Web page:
Karakina passed through the gilded green room devoted to Pushkin (who called the city “dusty” three times; today, the superlative phrase “Odessan dust” still pops up on furniture billboards), and led the way through the chronologically ordered exhibits, none of which have been altered since 1984. In a room set up like a nineteenth-century bookshop, she stopped.
“What you see in the museum, in addition to literature, is the mentality of nineteen-seventies and nineteen-eighties,” she said, pointing out that the museum’s designers, in a between-the-lines protest of the Soviet regime, built the bookshelves in the shape of a large cross. “You could not speak openly, you could speak only with symbols.”
In a room whose centerpiece is a salon table at which Chekhov may have sat, a broken violin on the wall alludes to Aleksandr Kuprin’s short story “Gambrinus,” whose main character is Sashka, an Odessan violinist whom sailors flock to, because he can play any song from any land. During a pogrom, he disappears. When he returns, both his hands are broken. The story ends with the triumph of art over the forces of destruction, as Sashka takes up the harmonica.
Next came Gorky, who spent time observing Odessa’s dockworkers; Akhmatova, who was born here; and Mayakovsky, whose love for a beautiful Odessite was unrequited. In the room devoted to the “Odessa School” of Russian writers of the nineteen-twenties, Karakina pointed at one display after another: “This is the ‘King of the Metaphor,’ ” she said, referring to Yuri Olesha. “Here is Kataev, ‘The Man Who Could Stop Time’—if you want to taste a grape in 1910, open his book and you can do it,” she said, adding, “It was a cruel time, many died young.”
Isaak Babel, Odessa’s most famous native son, has a smaller display than Vera Inber, Trotsky’s second cousin, who survived, then thrived, by praising Stalin. “The authorities said to us, ‘Forget about it, your Ukrainian pride, you can put all of Babel in four small cases,’ ” said Karakina, of the author of “Red Cavalry,” who also created Benya “The King” Krik, the good-hearted Jewish gangster from Odessa’s Moldavanka district. There is no mention of Babel’s death—he was murdered by the secret police in 1940—unless you count the cloudy pair of disembodied glass spectacles, a gift to the museum from his widow, that are displayed as though they are floating above his writings.
While the downstairs rooms devoted to postwar Soviet literature are now closed because, Karakina tells me, “it is not literature,” the next room on our tour is blocked off by chairs because the ceiling is falling in (the state-funded museum has no money for repairs). We walked through, anyway, past walls of smiling workers. The subversive in-house museum designers favored photos taken in gulags (to highlight the irony of the Soviet message), and books lined up “like soldiers.” The bookshelves themselves are brown, while other parts of the exhibit are painted Soviet red. “If you do not read symbols, it was an official wall,” said Karakina. “But the brown stood for fascism, and together with the red, it is to say that both systems are like one another.”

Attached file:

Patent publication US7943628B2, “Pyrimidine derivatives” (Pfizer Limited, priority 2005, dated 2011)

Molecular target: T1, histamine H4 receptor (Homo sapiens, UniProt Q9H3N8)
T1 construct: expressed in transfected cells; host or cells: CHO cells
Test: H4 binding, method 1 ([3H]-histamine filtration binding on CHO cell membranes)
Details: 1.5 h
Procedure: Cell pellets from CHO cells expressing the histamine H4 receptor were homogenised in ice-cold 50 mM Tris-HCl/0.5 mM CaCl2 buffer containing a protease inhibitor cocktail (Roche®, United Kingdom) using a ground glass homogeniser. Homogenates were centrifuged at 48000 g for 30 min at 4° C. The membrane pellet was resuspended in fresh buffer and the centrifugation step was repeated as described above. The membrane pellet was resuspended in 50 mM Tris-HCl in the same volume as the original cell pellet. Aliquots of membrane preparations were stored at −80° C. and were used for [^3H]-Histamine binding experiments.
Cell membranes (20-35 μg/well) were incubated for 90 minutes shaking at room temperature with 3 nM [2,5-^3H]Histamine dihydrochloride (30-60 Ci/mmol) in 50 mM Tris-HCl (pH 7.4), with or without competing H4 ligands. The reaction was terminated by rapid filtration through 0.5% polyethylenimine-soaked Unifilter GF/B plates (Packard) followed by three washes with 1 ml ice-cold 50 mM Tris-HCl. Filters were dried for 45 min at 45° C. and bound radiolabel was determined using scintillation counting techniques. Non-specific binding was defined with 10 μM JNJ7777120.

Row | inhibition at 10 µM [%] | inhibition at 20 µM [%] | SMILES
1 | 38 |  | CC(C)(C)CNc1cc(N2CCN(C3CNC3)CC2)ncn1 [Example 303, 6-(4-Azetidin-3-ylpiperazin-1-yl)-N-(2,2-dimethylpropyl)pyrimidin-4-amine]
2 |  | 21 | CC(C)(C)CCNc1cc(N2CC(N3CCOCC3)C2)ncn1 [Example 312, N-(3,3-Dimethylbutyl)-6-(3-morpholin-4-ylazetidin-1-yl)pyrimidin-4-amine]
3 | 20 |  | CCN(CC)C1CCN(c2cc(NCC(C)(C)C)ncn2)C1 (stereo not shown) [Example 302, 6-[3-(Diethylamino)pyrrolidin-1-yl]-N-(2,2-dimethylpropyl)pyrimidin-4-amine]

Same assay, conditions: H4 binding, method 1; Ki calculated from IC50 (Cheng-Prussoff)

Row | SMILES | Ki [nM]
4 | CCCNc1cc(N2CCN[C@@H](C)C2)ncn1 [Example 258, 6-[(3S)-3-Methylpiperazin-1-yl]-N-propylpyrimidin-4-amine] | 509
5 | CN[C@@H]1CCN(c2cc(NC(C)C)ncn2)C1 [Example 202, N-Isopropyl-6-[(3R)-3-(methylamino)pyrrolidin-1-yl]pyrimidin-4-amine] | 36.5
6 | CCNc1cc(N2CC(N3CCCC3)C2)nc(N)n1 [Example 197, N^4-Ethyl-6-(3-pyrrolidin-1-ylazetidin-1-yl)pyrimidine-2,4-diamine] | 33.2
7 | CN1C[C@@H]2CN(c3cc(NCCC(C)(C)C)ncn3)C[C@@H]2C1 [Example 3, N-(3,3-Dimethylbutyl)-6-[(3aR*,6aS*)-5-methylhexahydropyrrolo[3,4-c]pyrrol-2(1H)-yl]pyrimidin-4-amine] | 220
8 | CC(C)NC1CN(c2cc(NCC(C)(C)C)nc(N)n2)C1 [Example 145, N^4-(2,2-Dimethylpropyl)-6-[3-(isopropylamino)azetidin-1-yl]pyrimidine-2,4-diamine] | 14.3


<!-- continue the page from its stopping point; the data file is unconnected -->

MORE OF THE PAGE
Among the information elided in the cinema display is the fact that the poet Joseph Brodsky, needing work, came to Odessa shortly before he went into exile—a director friend had cast him as a good Communist in a war film. (He was promptly denounced, and most, but not all, of his scenes were cut.)
In one of the last rooms, officially dedicated to a nineteen-seventies writers’ congress held in Spain, the designers almost went too far. “People from K.G.B. came, and they said, ‘What means this red frame and black ropes—like for hanging?’ ” said Karakina, standing beneath an old-fashioned typewriter that looks like a death’s head. “Usually stupid people don’t understand symbolism. But they understood.” The exhibit’s designers pointed to the Guernica reproduction on the wall, and convinced the secret police that the black ropes stood for deaths incurred in the Spanish Civil War, not the Soviet situation.
“In 1983, it was dangerous,” Karakina reflected. “It was not Stalin’s time, we would not be sent to Siberia. But you could lose the privilege to live in the city—in Odessa.”
Today, the Literary Museum holds festivals, readings, concerts, and classes for children—fulfilling an important function in a city which, as the Odessa-born American poet Ilya Kaminsky put it, “in its present incarnation, has more monuments to dead writers than actual living ones in residence.”
More here.

Chekhov’s story mirrors Russia’s own

“Chekhov,” V.S. Pritchett’s now-classic biography of the 19th century Russian story writer, physician, and playwright, is newly available in an audiobook edition beautifully narrated by Antony Ferguson.